Our study has limitations: (1) PH was considered not present in patients with other lung diseases based on echocardiography, a methodology that has its limitations and could lead to misclassifications, (2) most of the PH patients were receiving PH‐specific treatment; thus, the results observed in this group of patients are not applicable to treatment naïve individuals, (3) we included a relatively small number of patients in this preliminary study; however, this time series with high‐frequency data points (>600 HR determination per subject) increased the statistical power to detect differences between the groups and (4) the group of patients with other lung diseases is heterogeneous but it constitutes an interesting group to compare the findings noted in PH patients. In spite of these limitations, our study is the first to demonstrate that there are differences in the HR slopes during 6MWT between patients with pulmonary vascular or other lung diseases and control. Remarkable is the fact that PAH that experience clinical worsening during the follow‐up had slower HR acceleration during the activity phase of the 6MWT. Future research will test whether HR slopes change in PAH patients after the initiation of PAH‐specific therapies.
The HR slopes during 6‐min walk and subsequent recovery are steeper in healthy controls than patients with PAH or other lung diseases. Patients who had progression of PAH or other lung diseases had slower HR acceleration curves than those without deterioration of their medical condition.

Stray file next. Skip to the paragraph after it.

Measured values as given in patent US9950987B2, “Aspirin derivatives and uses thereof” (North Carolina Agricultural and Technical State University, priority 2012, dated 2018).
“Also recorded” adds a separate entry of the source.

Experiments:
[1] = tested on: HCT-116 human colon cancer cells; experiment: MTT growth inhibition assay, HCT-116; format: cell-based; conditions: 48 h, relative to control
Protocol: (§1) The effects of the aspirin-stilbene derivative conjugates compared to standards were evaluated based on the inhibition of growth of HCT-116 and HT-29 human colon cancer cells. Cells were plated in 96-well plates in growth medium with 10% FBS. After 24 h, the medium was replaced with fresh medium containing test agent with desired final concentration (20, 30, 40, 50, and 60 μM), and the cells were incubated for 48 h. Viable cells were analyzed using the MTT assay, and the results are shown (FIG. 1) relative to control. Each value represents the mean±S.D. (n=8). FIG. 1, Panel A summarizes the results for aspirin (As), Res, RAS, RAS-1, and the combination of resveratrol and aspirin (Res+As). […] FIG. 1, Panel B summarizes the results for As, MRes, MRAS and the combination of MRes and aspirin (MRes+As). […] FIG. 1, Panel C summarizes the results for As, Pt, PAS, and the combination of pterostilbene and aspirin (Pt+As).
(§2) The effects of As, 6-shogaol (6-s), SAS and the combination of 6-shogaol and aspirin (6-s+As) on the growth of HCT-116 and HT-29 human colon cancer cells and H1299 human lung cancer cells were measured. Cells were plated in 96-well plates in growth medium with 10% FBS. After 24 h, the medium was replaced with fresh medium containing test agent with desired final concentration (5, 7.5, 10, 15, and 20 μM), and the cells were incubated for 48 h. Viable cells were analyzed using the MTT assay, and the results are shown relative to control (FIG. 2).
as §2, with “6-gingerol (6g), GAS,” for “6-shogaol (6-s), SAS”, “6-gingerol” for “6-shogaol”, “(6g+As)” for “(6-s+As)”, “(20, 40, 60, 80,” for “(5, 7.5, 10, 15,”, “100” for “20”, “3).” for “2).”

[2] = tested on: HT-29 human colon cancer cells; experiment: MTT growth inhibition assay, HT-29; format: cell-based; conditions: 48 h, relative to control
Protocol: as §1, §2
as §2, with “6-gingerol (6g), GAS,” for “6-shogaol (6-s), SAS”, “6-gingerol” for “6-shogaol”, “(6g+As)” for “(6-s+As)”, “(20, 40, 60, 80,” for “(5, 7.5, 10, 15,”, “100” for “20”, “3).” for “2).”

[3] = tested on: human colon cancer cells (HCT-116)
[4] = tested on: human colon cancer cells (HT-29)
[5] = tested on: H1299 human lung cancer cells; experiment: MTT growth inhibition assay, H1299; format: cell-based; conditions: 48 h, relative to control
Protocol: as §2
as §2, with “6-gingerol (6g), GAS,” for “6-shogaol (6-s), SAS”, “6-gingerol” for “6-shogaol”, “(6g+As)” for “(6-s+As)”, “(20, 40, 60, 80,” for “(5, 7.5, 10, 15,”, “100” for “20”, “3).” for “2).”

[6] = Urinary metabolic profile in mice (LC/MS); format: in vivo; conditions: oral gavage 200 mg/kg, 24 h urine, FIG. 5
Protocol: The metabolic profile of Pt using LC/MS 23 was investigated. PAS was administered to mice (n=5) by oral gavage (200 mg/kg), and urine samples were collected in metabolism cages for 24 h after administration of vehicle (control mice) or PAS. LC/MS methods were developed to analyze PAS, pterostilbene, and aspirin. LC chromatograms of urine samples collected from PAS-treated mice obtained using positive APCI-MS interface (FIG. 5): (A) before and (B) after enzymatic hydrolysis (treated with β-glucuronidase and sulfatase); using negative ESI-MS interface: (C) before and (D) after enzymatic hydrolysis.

We appreciate the invaluable help provided by the pulmonary function test laboratory personnel at Cleveland Clinic who made this study possible. We are thankful to Manatec Biomedical for providing us with PhysioFlow Enduro and technical assistance.
Conflict of Interest
Adriano R. Tonelli MD, Laith Alkukhun MD, Xiao‐feng Wang PhD, Qi Zhang MS, and Raed A. Dweik MD: The author has no significant conflicts of interest with any companies or organization whose products or services may be discussed in this article. Omar A. Minai MD: Member Scientific Advisory Board: Actelion, Gilead, and Bayer. Member Speakers Bureau: Actelion and Gilead.
This publication was made possible by CTSA KL2 [Grant # RR024990] (A.R.T.) from the National Center for Research Resources (NCRR), a component of the National Institutes of Health (NIH), and NIH Roadmap for Medical Research. Manatec Biomedical, the makers of PhysioFlow Enduro had no role in the design of the study, data collection or analysis, or in the manuscript preparation. The company provided the equipment for testing and technical support.
- Manuscript Received: May 2, 2014.
- Manuscript Revised: May 9, 2014.
- Manuscript Accepted: May 12, 2014.
- © 2014 The Authors. Physiological Reports published by Wiley Periodicals, Inc. on behalf of the American Physiological Society and The Physiological Society.
This is an open access article under the terms of the Creative Commons Attribution License, which permits use, distribution and reproduction in any medium, provided the original work is properly cited.